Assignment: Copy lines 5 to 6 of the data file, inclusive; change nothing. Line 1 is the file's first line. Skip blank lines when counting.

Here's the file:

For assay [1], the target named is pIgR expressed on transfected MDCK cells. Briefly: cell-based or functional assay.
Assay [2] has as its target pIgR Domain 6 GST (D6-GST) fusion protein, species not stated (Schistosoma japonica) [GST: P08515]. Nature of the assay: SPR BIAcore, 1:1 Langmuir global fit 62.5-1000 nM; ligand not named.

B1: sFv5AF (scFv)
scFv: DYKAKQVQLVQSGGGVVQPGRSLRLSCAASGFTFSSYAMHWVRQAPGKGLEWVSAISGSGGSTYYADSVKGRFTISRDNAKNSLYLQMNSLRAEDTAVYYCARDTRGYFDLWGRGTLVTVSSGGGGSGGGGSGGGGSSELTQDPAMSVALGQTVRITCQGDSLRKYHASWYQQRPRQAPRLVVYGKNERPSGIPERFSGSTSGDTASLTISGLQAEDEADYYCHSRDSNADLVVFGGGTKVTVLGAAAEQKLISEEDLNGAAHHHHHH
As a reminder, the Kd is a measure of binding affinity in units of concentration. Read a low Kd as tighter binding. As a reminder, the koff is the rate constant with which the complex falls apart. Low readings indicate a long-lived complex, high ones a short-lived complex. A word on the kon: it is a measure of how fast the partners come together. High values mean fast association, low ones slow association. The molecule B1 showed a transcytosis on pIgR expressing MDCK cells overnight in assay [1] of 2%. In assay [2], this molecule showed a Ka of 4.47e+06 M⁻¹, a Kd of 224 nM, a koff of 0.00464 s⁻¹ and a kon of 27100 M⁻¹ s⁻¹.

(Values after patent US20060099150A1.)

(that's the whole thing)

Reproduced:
As a reminder, the Kd is a measure of binding affinity in units of concentration. Read a low Kd as tighter binding. As a reminder, the koff is the rate constant with which the complex falls apart. Low readings indicate a long-lived complex, high ones a short-lived complex. A word on the kon: it is a measure of how fast the partners come together. High values mean fast association, low ones slow association. The molecule B1 showed a transcytosis on pIgR expressing MDCK cells overnight in assay [1] of 2%. In assay [2], this molecule showed a Ka of 4.47e+06 M⁻¹, a Kd of 224 nM, a koff of 0.00464 s⁻¹ and a kon of 27100 M⁻¹ s⁻¹.

(Values after patent US20060099150A1.)